PSYC 349 STATISTICS & RESEARCH: DEVELOPMENTAL PSYCHOLOGY 4 SH
Students will be introduced to a variety of statistical and research methods used in Developmental Psychology. Students will learn advanced SPSS skills and hone advanced statistical skills in using tests such as ANOVA, factorial design, multiple regression, correlation, and chi square. Students will conduct research, analyze data, and present findings at research conferences. This course prepares students for graduate school research. Only one of PSYC 346, PSYC 347, or PSYC 349 may be counted toward electives in the Psychology major or minor. Prerequisite: PSYC 341.
Off-campus courses are marked as OC on the Schedule of Classes. Contact the instructor for more details about individual travel courses.
ART 251 Art in Context C-4AR
Instructor: Thelma Rohrer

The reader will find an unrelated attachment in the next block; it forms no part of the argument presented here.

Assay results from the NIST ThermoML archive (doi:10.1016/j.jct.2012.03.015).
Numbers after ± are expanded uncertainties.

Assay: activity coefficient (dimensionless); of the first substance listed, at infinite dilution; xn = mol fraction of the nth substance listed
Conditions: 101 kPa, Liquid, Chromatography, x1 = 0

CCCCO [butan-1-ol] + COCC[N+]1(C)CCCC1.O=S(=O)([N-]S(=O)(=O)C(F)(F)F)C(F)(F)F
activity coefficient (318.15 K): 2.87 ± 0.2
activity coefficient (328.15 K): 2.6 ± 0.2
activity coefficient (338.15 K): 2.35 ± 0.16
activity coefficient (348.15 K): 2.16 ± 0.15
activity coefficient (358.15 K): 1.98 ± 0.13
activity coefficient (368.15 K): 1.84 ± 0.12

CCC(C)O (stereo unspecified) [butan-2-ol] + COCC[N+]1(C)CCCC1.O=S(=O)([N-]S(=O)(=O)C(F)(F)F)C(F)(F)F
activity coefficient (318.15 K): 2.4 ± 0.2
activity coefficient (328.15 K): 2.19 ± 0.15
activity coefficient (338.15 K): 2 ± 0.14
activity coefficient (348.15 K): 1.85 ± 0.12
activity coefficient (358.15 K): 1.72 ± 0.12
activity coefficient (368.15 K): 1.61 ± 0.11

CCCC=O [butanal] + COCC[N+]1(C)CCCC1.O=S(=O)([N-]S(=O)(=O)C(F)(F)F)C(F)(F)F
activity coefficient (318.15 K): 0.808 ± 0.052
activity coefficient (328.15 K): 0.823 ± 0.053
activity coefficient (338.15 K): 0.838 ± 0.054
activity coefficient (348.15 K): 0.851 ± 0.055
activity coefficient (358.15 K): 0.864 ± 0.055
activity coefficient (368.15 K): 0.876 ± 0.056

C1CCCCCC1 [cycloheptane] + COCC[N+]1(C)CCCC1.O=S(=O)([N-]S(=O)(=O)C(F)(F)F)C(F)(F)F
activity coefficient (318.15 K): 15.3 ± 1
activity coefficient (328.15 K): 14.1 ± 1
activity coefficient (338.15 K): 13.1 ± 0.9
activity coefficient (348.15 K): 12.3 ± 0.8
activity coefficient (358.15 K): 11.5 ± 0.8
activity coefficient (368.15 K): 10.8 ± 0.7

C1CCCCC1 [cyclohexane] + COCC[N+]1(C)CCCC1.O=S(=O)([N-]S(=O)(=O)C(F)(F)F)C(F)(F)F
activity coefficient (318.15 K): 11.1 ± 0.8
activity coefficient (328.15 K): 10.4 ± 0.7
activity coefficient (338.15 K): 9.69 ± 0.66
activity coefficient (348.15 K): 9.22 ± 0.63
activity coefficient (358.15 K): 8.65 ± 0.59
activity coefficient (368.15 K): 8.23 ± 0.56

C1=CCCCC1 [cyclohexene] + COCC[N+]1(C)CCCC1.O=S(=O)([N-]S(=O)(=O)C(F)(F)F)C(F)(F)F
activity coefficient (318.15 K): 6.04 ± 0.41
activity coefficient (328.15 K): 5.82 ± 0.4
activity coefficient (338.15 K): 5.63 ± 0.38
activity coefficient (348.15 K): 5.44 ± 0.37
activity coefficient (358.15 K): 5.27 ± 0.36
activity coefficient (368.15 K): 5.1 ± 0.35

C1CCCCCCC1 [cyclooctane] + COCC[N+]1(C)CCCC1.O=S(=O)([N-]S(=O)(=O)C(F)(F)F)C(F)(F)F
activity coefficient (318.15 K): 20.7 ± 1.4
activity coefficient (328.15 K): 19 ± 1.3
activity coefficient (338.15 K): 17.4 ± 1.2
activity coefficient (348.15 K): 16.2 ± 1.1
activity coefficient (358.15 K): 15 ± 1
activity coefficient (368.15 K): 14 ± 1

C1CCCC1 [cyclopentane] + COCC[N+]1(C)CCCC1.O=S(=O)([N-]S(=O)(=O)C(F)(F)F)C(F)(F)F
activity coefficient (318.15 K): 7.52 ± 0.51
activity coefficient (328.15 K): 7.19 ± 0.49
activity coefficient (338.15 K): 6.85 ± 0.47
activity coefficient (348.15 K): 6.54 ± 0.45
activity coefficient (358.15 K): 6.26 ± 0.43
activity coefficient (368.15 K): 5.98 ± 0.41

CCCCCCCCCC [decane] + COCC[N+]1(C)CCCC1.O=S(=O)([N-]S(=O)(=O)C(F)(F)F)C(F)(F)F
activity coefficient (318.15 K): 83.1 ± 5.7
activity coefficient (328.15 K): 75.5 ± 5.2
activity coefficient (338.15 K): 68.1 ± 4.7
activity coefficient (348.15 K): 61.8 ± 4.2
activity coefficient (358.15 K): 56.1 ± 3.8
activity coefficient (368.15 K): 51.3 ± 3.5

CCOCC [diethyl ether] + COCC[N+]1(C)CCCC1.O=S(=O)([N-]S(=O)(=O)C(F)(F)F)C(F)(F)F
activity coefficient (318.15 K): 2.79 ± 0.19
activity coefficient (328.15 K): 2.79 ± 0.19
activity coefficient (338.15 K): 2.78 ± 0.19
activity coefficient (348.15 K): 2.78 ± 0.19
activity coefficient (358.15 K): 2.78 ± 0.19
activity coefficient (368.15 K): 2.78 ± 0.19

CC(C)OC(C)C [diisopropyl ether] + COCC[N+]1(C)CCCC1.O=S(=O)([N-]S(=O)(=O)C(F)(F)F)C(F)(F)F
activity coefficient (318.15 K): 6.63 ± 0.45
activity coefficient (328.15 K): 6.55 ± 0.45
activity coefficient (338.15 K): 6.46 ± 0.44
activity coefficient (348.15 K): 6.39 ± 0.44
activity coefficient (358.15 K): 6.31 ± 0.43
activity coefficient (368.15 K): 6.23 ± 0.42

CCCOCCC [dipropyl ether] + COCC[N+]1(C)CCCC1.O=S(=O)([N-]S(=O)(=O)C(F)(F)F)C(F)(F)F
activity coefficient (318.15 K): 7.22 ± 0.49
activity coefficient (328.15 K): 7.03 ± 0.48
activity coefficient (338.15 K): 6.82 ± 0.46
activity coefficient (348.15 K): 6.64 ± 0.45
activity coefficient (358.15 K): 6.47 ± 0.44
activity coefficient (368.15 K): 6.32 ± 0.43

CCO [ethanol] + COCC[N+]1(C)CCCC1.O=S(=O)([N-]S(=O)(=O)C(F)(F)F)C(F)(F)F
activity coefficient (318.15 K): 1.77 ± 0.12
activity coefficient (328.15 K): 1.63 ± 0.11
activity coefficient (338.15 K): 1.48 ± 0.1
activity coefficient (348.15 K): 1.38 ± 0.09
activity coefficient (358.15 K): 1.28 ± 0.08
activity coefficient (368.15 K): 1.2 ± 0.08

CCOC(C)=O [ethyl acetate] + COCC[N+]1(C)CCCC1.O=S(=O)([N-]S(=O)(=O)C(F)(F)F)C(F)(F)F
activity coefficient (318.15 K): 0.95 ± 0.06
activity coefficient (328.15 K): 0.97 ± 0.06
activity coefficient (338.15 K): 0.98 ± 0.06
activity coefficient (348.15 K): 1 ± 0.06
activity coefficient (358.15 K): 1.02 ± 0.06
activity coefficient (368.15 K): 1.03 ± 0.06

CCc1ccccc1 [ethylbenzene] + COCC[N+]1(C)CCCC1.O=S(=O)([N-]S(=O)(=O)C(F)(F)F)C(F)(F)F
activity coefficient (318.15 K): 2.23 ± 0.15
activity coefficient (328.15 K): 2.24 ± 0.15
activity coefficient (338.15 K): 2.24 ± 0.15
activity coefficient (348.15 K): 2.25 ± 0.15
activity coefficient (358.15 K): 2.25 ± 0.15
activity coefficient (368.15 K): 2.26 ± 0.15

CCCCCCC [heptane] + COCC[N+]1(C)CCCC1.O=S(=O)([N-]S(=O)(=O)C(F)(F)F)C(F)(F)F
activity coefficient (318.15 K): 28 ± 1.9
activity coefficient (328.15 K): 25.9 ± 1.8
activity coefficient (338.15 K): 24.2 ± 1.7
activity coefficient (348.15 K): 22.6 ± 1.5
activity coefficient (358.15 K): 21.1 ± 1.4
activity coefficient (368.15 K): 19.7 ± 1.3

This off-campus travel course will provide participants with an introduction to China—its culture, history, and art. We will spend approx. two weeks, visiting the major historical sites, exploring cultural centers, examining artistic practices, and participating in the daily life of China. The trip begins in the capital city of Beijing with visits to the Great Wall, Temple of Heaven, Tiananmen Square and the Forbidden City, Ming Tombs, as well as contemporary art centers. In Xian, we will visit the famous archeological site with over 7000 ancient terra cotta warriors and be amazed by the ongoing restoration process. Our travels will take us from city to countryside, exploring life in this diverse parts of this country. Finally, the ultra-modern city of Shanghai will include a visit to the historic Bund, the popular new art museum, and will culminate in breathtaking views of the city’s famous Pearl tower and futuristic skyscrapers. Throughout our travels, we will have lectures and demonstrations on the traditional arts of Chinese porcelain, bronze casting, calligraphy, landscape painting, and Peking opera masks. We will experience many cultural practices of Chinese living and enjoy the tastes of regional cooking. The course also includes a few class days on campus before or after the travel portion for either introduction or review of major content.